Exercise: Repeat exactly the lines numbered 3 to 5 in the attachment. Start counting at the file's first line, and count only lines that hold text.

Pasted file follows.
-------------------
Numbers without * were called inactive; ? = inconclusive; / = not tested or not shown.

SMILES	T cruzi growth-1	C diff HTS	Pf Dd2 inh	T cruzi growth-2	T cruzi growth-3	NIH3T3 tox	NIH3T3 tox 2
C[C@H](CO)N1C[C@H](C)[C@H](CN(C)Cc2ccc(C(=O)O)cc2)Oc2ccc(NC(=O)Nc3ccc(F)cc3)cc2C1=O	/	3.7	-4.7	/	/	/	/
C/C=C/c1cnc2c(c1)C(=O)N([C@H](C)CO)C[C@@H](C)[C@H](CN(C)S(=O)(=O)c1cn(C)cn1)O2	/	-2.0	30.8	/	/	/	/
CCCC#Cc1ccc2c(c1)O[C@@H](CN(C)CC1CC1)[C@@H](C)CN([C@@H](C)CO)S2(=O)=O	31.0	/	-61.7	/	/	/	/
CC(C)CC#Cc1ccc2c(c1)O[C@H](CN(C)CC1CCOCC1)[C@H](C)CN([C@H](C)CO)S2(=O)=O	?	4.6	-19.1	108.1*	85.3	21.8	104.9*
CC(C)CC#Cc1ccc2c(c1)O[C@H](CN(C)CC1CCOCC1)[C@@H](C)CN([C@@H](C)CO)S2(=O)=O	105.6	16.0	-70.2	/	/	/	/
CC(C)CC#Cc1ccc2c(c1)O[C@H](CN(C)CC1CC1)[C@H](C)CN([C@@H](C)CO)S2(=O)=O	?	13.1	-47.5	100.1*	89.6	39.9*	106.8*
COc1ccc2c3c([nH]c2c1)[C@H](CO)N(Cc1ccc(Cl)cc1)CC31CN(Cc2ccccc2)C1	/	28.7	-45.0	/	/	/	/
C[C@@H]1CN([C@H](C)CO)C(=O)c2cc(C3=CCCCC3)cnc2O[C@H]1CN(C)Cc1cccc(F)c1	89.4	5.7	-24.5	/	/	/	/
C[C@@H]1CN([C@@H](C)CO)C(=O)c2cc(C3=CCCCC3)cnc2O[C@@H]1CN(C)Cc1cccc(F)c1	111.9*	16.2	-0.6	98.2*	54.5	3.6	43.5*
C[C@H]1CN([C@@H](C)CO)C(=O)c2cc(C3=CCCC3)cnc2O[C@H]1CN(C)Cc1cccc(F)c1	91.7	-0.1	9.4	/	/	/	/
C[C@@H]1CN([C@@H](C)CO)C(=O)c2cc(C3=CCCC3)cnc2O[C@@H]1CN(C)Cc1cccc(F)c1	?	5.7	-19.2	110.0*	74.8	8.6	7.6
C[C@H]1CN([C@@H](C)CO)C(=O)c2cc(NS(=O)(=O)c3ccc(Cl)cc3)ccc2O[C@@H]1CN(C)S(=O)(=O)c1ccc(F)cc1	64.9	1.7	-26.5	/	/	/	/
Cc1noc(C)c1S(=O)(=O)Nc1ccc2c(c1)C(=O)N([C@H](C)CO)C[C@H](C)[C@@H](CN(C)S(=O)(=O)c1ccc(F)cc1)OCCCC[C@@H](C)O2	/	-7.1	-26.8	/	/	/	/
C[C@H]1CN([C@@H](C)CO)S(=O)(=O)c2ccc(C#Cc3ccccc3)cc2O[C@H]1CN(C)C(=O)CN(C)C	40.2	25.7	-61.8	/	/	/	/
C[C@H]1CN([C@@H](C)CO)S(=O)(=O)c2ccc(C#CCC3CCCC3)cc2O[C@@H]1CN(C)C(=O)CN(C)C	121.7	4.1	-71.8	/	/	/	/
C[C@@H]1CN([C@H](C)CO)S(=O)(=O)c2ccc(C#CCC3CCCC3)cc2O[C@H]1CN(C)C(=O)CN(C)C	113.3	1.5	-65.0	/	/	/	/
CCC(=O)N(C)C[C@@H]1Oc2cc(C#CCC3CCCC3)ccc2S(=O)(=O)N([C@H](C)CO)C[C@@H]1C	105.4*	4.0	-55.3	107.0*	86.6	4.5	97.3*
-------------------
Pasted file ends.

C[C@H](CO)N1C[C@H](C)[C@H](CN(C)Cc2ccc(C(=O)O)cc2)Oc2ccc(NC(=O)Nc3ccc(F)cc3)cc2C1=O	/	3.7	-4.7	/	/	/	/
C/C=C/c1cnc2c(c1)C(=O)N([C@H](C)CO)C[C@@H](C)[C@H](CN(C)S(=O)(=O)c1cn(C)cn1)O2	/	-2.0	30.8	/	/	/	/
CCCC#Cc1ccc2c(c1)O[C@@H](CN(C)CC1CC1)[C@@H](C)CN([C@@H](C)CO)S2(=O)=O	31.0	/	-61.7	/	/	/	/